Caitlin Sweeney's Reviews > Yummy: The Last Days of a Southside Shorty

Yummy by G. Neri
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Mar 05, 12

Read in March, 2012

Text summary: An eleven year old boy, Roger, on the south side of Chicago tells his side of the story about his young friend Yummy who was involved in a shooting of an innocent girl. Based on a true story that occurred in 1994, this book gives readers a good insight into the internal workings of gangs and the emotions young people go through just to get by each day.

Visual summary: Drawings put a reader’s mind into the story with the captivating facial expressions and realistic characters. Lots of ink is used throughout the story, making the pages just as dark as the story line. Some pages are broken up into nine scenes and other pages are consumed by one illustration. The text does not infringe upon the illustrations but Roger has a different handwriting to differentiate between narration and conversation. The story is guided by the pictures and the realistic sketching of their faces could replace words entirely.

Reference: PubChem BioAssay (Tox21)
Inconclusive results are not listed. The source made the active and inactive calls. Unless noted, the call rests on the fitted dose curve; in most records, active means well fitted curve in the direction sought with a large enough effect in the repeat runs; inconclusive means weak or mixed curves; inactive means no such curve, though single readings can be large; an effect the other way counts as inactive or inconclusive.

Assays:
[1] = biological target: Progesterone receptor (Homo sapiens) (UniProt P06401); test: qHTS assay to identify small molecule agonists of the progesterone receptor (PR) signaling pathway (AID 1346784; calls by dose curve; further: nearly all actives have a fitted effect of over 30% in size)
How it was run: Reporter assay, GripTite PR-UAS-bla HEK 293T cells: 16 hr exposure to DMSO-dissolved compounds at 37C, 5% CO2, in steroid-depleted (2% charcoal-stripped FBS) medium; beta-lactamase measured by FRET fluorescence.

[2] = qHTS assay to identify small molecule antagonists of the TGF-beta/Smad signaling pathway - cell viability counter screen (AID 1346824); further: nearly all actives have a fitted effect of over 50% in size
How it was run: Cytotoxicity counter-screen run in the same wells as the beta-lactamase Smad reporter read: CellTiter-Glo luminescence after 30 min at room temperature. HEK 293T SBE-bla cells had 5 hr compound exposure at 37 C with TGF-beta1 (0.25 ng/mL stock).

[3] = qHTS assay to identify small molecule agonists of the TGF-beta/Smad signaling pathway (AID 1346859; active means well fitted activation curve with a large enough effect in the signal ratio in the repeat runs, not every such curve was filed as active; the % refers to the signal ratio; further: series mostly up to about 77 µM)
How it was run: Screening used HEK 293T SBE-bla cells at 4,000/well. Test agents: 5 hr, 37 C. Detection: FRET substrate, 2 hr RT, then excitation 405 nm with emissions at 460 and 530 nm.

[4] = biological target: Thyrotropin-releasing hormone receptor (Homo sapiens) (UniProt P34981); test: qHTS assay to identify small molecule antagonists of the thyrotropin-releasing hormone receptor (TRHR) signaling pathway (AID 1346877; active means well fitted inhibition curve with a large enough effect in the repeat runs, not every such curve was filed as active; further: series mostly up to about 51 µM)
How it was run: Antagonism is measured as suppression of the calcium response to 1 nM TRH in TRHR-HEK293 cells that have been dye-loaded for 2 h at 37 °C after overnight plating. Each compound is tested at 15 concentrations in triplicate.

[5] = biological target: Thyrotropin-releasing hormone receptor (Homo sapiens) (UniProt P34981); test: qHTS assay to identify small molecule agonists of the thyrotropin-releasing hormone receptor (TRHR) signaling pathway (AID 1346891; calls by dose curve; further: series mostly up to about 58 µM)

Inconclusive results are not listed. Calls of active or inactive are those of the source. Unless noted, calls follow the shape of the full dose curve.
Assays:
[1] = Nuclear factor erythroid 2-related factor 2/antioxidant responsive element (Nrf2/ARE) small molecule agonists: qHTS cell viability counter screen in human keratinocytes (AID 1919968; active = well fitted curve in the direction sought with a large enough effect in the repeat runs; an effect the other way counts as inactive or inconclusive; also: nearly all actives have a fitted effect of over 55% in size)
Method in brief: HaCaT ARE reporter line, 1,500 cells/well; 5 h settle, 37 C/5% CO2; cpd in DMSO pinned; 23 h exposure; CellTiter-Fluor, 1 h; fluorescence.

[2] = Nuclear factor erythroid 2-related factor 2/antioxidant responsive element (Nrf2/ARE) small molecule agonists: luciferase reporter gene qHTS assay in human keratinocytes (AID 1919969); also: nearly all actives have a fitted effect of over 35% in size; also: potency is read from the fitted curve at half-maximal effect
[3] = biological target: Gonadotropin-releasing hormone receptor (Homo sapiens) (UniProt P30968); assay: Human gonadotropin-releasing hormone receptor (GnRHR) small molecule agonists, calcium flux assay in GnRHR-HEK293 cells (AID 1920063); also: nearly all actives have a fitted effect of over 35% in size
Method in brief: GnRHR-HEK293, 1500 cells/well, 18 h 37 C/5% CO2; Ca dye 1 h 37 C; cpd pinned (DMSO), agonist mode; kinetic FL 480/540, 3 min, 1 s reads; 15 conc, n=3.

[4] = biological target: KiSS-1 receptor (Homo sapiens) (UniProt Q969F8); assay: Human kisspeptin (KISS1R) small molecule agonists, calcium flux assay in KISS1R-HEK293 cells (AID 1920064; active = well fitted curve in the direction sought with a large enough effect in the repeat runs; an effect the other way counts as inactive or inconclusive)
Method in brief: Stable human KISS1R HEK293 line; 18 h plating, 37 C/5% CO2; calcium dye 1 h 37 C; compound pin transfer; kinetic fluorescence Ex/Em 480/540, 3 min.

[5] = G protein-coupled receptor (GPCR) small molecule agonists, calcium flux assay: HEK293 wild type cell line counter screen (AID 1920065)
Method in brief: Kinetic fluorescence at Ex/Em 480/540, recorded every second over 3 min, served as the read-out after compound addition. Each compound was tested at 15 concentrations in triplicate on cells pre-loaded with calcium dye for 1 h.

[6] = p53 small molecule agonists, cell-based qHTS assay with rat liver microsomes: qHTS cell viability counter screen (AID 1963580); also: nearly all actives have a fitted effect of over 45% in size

Critique: I had never read a graphic novel before because I am not much of a comic book lover but this book amazed me. The text is written just as it would be said so it is like the characters are actually talking so it is 10 times easier to feel in touch with the book. With its mature content and grave ending, this may not be a good choice for young readers but young adults could appreciate the message.The gang life is completely different than in City of Orphans so readers of both books understand the differences between an outsider’s point of view and that of an insider. Getting more than one perspective of a culture such as gangs makes for a well-balanced reader.
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